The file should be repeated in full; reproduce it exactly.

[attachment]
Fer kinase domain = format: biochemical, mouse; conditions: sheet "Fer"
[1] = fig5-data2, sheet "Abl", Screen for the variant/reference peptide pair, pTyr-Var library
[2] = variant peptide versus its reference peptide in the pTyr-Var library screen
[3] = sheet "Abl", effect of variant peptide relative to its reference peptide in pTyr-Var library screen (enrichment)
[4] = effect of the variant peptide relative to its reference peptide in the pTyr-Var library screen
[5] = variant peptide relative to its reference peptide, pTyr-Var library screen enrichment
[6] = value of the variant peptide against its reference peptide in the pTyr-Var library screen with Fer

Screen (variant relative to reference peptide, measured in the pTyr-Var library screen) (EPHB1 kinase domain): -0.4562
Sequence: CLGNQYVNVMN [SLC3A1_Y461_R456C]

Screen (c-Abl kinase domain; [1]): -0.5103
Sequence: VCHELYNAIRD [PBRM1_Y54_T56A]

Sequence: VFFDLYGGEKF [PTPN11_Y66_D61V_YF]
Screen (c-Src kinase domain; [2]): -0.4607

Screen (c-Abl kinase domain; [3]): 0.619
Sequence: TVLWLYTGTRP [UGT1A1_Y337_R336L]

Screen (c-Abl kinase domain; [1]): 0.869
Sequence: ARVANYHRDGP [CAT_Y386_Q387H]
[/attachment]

Fer kinase domain = format: biochemical, mouse; conditions: sheet "Fer"
[1] = fig5-data2, sheet "Abl", Screen for the variant/reference peptide pair, pTyr-Var library
[2] = variant peptide versus its reference peptide in the pTyr-Var library screen
[3] = sheet "Abl", effect of variant peptide relative to its reference peptide in pTyr-Var library screen (enrichment)
[4] = effect of the variant peptide relative to its reference peptide in the pTyr-Var library screen
[5] = variant peptide relative to its reference peptide, pTyr-Var library screen enrichment
[6] = value of the variant peptide against its reference peptide in the pTyr-Var library screen with Fer

Screen (variant relative to reference peptide, measured in the pTyr-Var library screen) (EPHB1 kinase domain): -0.4562
Sequence: CLGNQYVNVMN [SLC3A1_Y461_R456C]

Screen (c-Abl kinase domain; [1]): -0.5103
Sequence: VCHELYNAIRD [PBRM1_Y54_T56A]

Sequence: VFFDLYGGEKF [PTPN11_Y66_D61V_YF]
Screen (c-Src kinase domain; [2]): -0.4607

Screen (c-Abl kinase domain; [3]): 0.619
Sequence: TVLWLYTGTRP [UGT1A1_Y337_R336L]

Screen (c-Abl kinase domain; [1]): 0.869
Sequence: ARVANYHRDGP [CAT_Y386_Q387H]